On March 23, 2018, at 9:27 a.m., a 2017 Tesla Model X P100D electric-powered sport utility vehicle (SUV), occupied by a 38-year-old male driver, was traveling south on US Highway 101 (US-101) in Mountain View, Santa Clara County, California. At this location, US-101 has six southbound traffic lanes, including a high-occupancy vehicle (HOV) exit lane to State Route 85 (SR-85) southbound on the far left. As the SUV approached the US-101−SR-85 interchange, it was traveling in the lane second from the left, which was an HOV lane for continued travel on US-101.
While approaching a paved gore area dividing the main travel lanes of US-101 from the SR-85 left-exit ramp, the SUV moved to the left and entered the gore. The vehicle continued traveling through the gore and struck a damaged and nonoperational crash attenuator at a speed of about 71 mph. The crash attenuator was positioned at the end of a concrete median barrier. As a result of the collision, the SUV rotated counterclockwise and the front body structure separated from the rear of the vehicle. The Tesla was involved in subsequent collisions with two other vehicles, a 2010 Mazda 3 and a 2017 Audi A4.
The Tesla’s high-voltage battery was breached in the collision and a postcrash fire ensued. On-scene witnesses found the Tesla driver in his seat with his lap/shoulder belt buckled. They removed him from the vehicle before it was engulfed in flames. The driver was transported to a local hospital, where he died from blunt-force trauma injuries. The driver of the Mazda sustained minor injuries, and the driver of the Audi was uninjured.
System performance data downloaded from the Tesla indicated that the driver was operating the SUV using the Traffic-Aware Cruise Control (an adaptive cruise control system) and Autosteer system (a lane-keeping assist system), which are advanced driver assistance systems in Tesla’s “Autopilot” suite. As part of this investigation, the National Transportation Safety Board (NTSB) reviewed previous NTSB investigations involving the Tesla Autopilot system in Williston, Florida; Culver City, California; and Delray Beach, Florida, to examine common issues regarding the safety of advanced driver assistance systems that provide partial driving automation (both lateral and longitudinal control).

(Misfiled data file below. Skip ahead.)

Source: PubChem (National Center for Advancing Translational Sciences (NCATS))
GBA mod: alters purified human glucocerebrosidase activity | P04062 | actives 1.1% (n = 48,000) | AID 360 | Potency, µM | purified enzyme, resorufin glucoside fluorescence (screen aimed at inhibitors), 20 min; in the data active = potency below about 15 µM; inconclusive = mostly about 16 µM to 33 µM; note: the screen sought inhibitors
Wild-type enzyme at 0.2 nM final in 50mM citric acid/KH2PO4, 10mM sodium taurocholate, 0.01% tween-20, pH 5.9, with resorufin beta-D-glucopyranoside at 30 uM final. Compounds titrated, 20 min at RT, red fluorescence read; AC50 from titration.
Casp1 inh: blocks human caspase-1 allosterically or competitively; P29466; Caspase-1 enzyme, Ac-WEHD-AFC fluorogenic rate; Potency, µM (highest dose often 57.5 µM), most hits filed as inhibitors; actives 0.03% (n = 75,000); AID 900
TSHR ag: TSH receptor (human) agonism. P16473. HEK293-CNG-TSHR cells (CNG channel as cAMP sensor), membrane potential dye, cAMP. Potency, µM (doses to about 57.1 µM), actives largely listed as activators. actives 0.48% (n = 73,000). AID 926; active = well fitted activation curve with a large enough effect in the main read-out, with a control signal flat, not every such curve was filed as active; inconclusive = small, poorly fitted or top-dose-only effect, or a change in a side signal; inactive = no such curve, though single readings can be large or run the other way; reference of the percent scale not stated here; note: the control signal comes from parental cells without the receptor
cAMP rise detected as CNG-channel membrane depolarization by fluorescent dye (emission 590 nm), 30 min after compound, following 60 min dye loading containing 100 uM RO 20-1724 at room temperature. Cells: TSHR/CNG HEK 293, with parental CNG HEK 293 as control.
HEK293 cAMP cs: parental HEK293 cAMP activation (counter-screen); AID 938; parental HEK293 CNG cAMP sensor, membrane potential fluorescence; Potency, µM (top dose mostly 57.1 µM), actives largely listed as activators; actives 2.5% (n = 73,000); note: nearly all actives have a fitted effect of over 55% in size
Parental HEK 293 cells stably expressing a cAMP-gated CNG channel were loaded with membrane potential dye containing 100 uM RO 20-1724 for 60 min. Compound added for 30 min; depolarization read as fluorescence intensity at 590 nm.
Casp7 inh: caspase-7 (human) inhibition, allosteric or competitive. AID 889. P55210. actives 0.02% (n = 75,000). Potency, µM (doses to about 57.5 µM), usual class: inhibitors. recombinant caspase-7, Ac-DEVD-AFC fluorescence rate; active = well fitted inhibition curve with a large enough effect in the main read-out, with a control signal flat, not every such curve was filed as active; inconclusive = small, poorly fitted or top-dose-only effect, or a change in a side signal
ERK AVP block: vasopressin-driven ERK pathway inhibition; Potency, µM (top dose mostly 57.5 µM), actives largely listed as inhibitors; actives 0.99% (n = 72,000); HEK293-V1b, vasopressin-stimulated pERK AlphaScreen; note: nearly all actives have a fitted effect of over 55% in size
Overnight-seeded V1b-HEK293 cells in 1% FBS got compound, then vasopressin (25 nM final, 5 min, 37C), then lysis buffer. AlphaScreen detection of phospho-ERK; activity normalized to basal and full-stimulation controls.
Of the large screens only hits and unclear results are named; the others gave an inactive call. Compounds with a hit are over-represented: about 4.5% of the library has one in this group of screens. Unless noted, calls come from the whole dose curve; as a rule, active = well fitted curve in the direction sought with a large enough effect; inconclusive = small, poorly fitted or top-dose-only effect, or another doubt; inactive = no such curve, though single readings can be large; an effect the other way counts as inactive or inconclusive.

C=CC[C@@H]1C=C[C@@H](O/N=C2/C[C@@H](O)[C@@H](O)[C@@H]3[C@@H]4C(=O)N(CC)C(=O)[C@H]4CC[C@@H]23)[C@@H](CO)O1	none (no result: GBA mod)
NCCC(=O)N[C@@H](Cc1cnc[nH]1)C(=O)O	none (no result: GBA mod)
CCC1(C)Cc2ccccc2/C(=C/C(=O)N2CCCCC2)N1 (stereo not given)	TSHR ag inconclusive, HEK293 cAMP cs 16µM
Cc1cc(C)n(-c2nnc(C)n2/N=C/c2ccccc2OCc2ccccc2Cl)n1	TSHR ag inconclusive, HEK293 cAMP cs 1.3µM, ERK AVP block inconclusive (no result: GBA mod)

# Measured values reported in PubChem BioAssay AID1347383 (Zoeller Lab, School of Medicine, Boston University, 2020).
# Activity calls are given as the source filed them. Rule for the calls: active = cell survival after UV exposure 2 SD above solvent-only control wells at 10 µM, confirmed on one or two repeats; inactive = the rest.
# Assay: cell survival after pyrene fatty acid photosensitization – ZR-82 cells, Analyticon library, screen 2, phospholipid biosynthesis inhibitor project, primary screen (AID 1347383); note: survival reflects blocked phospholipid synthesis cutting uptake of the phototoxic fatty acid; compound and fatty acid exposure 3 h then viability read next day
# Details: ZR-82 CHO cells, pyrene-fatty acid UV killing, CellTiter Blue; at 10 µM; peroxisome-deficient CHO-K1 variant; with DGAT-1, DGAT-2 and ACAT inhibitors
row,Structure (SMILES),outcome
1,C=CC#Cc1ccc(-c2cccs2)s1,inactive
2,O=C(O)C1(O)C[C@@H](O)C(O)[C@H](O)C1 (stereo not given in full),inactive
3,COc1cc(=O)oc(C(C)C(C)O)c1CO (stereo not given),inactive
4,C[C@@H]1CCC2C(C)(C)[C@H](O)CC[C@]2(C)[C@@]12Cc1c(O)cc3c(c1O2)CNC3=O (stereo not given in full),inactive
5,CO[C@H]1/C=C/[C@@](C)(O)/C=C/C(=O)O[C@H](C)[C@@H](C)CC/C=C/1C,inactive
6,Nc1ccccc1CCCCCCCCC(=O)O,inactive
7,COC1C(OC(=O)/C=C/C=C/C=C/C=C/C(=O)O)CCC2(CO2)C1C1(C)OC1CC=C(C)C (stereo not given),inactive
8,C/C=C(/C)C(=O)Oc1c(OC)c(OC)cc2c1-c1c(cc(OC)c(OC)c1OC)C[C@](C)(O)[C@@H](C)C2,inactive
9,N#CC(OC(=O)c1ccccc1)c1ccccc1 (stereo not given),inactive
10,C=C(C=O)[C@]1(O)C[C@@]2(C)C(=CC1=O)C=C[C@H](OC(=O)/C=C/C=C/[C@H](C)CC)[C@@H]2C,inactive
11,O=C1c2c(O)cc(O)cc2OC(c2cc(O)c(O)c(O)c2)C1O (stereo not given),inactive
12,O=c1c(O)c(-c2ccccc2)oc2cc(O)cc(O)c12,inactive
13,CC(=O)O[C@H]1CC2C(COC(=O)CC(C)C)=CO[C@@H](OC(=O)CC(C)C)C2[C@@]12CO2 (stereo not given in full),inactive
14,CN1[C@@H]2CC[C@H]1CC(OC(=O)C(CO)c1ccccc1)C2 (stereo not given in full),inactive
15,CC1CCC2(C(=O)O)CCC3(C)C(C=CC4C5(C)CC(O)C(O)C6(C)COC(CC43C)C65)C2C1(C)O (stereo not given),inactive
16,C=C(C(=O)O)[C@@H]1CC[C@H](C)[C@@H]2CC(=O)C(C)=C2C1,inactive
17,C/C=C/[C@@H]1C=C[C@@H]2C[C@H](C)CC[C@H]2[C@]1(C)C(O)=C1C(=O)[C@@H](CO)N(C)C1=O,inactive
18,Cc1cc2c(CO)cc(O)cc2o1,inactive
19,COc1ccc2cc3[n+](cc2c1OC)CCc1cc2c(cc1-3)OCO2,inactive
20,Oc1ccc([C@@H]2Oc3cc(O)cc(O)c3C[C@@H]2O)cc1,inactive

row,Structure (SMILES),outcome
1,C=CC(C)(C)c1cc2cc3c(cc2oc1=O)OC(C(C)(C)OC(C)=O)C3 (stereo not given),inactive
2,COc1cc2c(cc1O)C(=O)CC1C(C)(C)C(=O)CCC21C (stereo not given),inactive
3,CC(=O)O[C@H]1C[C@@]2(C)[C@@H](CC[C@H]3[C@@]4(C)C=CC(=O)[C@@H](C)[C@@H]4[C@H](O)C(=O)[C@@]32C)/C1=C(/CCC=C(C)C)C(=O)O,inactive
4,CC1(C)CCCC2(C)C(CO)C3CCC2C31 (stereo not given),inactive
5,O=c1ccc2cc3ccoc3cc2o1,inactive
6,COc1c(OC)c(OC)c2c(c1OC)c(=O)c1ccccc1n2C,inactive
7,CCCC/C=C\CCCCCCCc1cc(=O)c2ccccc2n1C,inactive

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The probable cause of the Mountain View, California, crash was the Tesla Autopilot system steering the sport utility vehicle into a highway gore area due to system limitations, and the driver’s lack of response due to distraction likely from a cell phone game application and overreliance on the Autopilot partial driving automation system. Contributing to the crash was the Tesla vehicle’s ineffective monitoring of driver engagement, which facilitated the driver’s complacency and inattentiveness. Contributing to the severity of the driver’s injuries was the vehicle’s impact with a crash attenuator barrier that was damaged and nonoperational at the time of the collision due to the California Highway Patrol’s failure to report the damage following a previous crash, and systemic problems with the California Department of Transportation’s maintenance division in repairing traffic safety hardware in a timely manner.
We made recommendatins to the National Highway Traffic Safety Administration, to the Occupational Safety and Health Administration, to SAE International, to Manufacturers of Portable Electronic Devices (Apple, Google, HTC, Lenovo, LG, Motorola, Nokia, Samsung, and Sony), to Apple Inc.